- Only 28 percent of adults said they knew about their parents' estate distribution plans or details of their Wills and executor selections.
- 25 percent of married adults reported that only their spouse knows the location of their Wills and Powers of Attorney.
The report – titled Estate Planning for Complex Family Dynamics – surveyed 1,008 Americans age 18 and older about their views on inheritance, communication about estate planning within their families, and care issues as they grow older. Two-thirds of the respondents had adult or minor children. The results were then cross-referenced with family relationship status to see if complexity of family relationships affects the approach to estate planning.
“As family dynamics become more complex, the potential for conflict to play out after a death increases,” said
When asked if their parents had shared their estate distribution plans or details of their Wills and executor selections, only 28 percent of respondents indicated having had these discussions. Additionally, 40 percent of those surveyed felt that the distribution of their parents' estates was not fair, with unmarried respondents most likely to indicate this.
The report also found that 25 percent of married adults indicate that only their spouse knows the location of their Wills and Powers of Attorney, with 52 percent reporting they do not have a Will in place. That percentage rose to 56 percent among those respondents age 35-54.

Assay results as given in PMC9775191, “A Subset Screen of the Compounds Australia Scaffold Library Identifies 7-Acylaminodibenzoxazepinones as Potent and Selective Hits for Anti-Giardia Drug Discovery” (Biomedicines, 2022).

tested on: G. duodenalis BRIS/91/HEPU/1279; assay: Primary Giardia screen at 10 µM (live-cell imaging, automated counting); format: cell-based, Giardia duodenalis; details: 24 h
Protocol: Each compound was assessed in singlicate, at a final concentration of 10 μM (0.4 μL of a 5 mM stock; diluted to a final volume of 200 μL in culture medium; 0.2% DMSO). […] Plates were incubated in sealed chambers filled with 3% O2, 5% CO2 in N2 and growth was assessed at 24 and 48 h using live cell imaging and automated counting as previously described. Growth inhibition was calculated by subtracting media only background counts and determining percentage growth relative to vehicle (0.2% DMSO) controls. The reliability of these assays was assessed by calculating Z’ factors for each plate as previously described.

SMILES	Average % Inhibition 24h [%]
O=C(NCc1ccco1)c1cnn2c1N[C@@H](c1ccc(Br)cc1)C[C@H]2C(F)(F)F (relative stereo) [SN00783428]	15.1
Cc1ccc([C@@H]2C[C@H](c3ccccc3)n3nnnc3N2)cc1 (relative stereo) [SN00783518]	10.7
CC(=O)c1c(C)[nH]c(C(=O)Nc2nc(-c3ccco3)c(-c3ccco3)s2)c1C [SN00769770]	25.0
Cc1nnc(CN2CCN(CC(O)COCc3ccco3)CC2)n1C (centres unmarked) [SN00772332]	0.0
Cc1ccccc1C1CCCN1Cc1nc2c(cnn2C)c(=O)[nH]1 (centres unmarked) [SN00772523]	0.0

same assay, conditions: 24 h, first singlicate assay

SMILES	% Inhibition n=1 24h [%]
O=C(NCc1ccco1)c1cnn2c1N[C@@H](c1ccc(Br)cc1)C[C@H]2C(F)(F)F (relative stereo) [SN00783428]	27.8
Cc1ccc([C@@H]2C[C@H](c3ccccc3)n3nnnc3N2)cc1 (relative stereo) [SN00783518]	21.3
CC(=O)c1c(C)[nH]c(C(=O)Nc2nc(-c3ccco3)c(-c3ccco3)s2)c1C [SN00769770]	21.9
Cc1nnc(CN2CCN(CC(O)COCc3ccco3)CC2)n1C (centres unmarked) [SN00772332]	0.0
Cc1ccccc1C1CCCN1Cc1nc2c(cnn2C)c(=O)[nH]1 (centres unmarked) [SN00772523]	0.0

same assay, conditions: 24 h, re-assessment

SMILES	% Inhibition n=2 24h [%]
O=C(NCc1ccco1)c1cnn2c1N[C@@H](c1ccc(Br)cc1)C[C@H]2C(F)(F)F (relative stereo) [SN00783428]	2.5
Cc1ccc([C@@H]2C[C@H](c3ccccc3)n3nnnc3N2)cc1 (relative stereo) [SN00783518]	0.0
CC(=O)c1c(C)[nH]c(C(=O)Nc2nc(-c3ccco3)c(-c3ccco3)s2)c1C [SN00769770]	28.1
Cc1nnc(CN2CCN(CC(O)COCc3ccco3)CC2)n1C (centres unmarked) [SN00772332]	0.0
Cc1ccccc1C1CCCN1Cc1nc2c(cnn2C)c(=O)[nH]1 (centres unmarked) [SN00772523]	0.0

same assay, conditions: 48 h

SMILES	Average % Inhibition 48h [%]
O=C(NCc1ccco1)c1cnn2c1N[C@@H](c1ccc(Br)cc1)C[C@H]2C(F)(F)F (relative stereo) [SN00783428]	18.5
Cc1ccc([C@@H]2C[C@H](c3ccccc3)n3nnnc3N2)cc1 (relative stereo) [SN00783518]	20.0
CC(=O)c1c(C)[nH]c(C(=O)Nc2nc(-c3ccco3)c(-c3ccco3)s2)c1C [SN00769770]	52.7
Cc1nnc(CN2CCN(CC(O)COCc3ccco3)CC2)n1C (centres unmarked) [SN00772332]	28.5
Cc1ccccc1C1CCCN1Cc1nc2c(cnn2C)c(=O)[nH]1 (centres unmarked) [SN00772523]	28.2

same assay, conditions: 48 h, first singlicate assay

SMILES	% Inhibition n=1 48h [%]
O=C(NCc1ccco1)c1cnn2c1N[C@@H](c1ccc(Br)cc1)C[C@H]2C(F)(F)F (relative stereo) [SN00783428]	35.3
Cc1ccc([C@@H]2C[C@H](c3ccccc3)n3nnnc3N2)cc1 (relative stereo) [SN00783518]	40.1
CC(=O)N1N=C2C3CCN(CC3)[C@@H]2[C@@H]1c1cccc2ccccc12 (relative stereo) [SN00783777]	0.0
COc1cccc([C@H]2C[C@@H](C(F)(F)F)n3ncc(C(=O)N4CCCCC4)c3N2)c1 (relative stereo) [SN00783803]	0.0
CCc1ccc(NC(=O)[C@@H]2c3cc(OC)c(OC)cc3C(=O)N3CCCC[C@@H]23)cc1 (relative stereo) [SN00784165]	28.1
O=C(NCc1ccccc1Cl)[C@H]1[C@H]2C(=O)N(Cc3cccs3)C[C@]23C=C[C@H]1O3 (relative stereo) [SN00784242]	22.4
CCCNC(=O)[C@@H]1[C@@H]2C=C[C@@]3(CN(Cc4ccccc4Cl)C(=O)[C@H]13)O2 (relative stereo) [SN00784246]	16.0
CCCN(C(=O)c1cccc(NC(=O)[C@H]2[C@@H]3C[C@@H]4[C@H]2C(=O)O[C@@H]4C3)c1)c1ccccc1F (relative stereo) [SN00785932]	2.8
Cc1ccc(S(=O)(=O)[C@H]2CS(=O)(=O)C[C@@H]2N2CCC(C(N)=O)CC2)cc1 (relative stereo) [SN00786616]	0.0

BMO offers the following financial planning tips:
Review your Will: Marital status changes, the birth of children and grandchildren, the purchase of life insurance, retirement, the receipt of an inheritance, and health changes are all reasons to re-evaluate a Will and estate plan.
Trusts: An additional level of privacy may be achieved through the use of living trusts and gifts (keeping the annual and lifetime gift tax limitations in mind), as a probated Will becomes a public document. There are tax considerations for this option, so the extra tax and administration costs need to be balanced with privacy concerns.
Taxes: Estate plans should include a focus on taxes to help achieve the fair after-tax distributions desired, and at the same time minimize the tax liability. Passing assets to a surviving spouse is a strategy that is often used as it can help to reduce and also defer estate taxes in the future.
To view a copy of the full report, which includes more financial planning tips and additional survey findings explored in detail, please visit: https://wealth.bmoharris.com/insights/
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